Until last year, it took eight hours to fly from Taipei, Taiwan, to Shanghai, China‘s east coast commercial capital.
Business travelers in Taiwan who wanted to enter the mainland by air had to go west through Hong Kong, making a daylong excursion out of a flight that would have taken just over an hour nonstop.
All that changed on Dec. 16, when for the first time after six decades of separation, Taiwan and mainland China started operating widespread direct commercial air routes.
Now, the 80-minute Taipei-Shanghai flight is quick enough for a businessperson to leave Taiwan in the morning, finish work in Shanghai and get home in time for dinner, said Jason Yuan, Taiwan’s top government official in the U.S.
Mr. Yuan is the representative of the Taipei Economic and Cultural Office in Washington, a position similar to an ambassadorship. The U.S. officially views self-ruled Taiwan as a part of China, not a separate state.
This week, the two sides signed a variety of agreements in the Chinese city of Nanjing, upping the number of two-way flights from 108 to around 270 and paving the way for cooperation on financial and crime issues.
The direct air links are just one component of a renewed posture of openness and cooperation between Taiwan and the mainland under President Ma Ying-jeou, Mr. Yuan said in a speech at the Georgia Institute of Technology in March.
Mr. Ma, a Kuomintang (or Nationalist) party politician, won the presidential election by a landslide last March against the Democratic Progressive Party of his predecessor, Chen Shui-bian.
Mr. Chen was an outspoken advocate of Taiwanese independence, which ruffled relations with the mainland.
Mr. Yuan said that Mr. Ma has made it clear that he always wants to be the president – not the governor – of Taiwan and that there will be no “reunification” with China under his watch.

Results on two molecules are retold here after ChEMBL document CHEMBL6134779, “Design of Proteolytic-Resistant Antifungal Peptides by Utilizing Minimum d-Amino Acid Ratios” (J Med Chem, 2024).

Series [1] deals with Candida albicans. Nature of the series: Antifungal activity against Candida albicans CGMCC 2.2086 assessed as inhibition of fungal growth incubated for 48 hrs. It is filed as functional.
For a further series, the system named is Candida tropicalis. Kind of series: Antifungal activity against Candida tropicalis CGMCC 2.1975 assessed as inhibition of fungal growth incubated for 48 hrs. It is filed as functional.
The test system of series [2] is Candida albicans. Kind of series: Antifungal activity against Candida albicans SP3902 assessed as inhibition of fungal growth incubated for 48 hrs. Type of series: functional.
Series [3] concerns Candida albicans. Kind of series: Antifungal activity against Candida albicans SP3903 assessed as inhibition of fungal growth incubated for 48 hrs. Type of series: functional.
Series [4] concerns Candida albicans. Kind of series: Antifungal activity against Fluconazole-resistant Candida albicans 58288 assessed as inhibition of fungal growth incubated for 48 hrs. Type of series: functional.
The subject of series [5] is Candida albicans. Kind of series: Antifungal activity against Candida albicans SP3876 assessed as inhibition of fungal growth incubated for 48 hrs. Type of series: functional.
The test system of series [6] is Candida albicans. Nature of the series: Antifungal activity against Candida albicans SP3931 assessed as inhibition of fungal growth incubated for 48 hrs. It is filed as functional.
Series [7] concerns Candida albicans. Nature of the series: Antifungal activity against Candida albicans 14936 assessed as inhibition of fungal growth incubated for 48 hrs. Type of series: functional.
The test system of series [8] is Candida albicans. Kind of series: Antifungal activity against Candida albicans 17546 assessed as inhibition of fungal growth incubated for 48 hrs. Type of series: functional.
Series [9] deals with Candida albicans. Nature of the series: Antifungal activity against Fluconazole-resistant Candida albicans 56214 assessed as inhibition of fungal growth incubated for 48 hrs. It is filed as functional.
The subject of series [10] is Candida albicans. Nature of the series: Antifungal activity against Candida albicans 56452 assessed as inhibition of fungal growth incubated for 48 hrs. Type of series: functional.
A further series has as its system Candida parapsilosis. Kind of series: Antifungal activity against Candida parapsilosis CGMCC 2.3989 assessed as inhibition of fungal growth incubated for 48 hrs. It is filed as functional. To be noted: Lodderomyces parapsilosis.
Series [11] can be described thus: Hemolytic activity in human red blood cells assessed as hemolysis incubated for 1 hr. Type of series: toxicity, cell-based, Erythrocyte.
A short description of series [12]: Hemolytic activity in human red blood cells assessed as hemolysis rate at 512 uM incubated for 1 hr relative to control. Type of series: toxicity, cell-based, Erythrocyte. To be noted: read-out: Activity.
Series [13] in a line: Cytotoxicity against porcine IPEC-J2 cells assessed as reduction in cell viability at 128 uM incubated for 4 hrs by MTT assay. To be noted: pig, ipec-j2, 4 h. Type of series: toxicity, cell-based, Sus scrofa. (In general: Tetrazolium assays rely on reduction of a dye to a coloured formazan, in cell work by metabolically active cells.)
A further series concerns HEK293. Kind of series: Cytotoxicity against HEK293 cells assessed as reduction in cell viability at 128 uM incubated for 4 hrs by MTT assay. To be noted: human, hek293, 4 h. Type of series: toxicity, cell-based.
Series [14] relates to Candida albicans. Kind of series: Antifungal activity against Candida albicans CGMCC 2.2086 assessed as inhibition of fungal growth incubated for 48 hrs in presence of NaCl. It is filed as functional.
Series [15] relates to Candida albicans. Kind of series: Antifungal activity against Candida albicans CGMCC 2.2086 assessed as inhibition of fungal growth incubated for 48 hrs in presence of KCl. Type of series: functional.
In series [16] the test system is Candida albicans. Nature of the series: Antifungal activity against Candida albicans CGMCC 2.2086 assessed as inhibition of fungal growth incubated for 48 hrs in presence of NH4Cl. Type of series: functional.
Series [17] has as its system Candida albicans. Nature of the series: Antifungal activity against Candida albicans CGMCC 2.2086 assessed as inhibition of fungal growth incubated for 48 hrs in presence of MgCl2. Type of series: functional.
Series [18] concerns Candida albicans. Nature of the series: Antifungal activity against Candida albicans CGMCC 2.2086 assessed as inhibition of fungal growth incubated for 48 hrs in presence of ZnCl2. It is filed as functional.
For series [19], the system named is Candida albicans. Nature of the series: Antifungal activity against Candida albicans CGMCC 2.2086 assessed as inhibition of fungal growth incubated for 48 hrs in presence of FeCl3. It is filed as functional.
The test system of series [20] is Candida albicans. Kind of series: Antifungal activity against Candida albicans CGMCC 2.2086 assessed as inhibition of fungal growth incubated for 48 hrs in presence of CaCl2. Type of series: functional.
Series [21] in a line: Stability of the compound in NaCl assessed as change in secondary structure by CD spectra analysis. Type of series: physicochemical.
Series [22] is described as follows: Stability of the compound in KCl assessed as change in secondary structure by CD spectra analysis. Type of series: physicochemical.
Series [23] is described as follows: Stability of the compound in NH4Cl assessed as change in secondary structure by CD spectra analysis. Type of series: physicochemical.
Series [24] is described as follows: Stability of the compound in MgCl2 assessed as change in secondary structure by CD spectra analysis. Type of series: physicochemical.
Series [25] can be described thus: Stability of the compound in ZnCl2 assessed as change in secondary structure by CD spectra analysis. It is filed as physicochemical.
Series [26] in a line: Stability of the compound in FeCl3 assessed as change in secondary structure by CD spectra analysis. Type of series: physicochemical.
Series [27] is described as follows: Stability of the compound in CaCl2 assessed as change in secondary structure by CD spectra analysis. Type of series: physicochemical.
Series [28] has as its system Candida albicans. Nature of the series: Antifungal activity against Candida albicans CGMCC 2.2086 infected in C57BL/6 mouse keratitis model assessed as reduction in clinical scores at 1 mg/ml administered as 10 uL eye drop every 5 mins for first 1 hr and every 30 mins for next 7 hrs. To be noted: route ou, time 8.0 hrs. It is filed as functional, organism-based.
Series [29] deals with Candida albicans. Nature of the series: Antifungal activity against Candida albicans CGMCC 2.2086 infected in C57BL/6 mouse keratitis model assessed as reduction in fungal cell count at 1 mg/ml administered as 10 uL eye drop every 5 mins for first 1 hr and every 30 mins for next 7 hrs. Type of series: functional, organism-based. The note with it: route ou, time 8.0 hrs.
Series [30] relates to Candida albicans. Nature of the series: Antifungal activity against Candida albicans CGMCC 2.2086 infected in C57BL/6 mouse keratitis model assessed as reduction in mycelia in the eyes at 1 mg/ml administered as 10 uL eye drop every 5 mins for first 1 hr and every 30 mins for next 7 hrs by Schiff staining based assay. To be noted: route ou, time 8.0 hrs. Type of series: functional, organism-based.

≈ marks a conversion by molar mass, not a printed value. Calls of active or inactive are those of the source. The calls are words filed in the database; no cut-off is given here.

Opponents say that Mr. Ma has sacrificed too much Taiwanese sovereignty. Mr. Yuan said he has simply changed the tenor of the relationship, putting controversial political matters on hold to focus on simpler and more mutually beneficial issues like trade and tourism.
Sixty-three Chinese ports have opened to Taiwanese goods, and all 11 of Taiwan’s ports have reciprocated the action, saving millions of dollars in unnecessary shipping costs, Mr. Yuan said.
Chinese tourists have flocked to Taiwan since the governments relaxed travel restrictions and started air links, although they haven’t helped Taiwan’s economy as much as expected.
Despite the relatively warm recent exchanges – the Nanjing meetings were the third round of talks in a year – Taiwan is partially hindered in its economic dealings with neighboring countries because of its relationship with China, Mr. Yuan said.
The U.S. is reticent to sign a free trade agreement with Taiwan for fear of how an agreement would affect relations with the mainland.
To combat this problem, Mr. Ma is pushing a controversial economic cooperation framework agreement (or ECFA) with China to lower tariffs and establish a protocol for dealing with these other international partnerships.
Mr. Yuan said the mainland is open to the pact and that the deal should be ironed out quickly.
“If we don’t have any resentment from the other side, and we are willing to do that, why not sign it and be able to have closer ties with our neighboring countries?” he said.
Answering his own question, Mr. Yuan noted that Mr. Ma’s administration faces the task of “educating” the public, opposition party and legislators on the agreement’s benefits, a task that could prove difficult.
Mr. Yuan traveled to Georgia to take part in the annual Macon Cherry Blossom Festival. He also acknowledged that the Georgia House of Representatives passed a resolution March 4 commending Taiwan on “its recent progress in the growth of its democracy and relations with the United States.”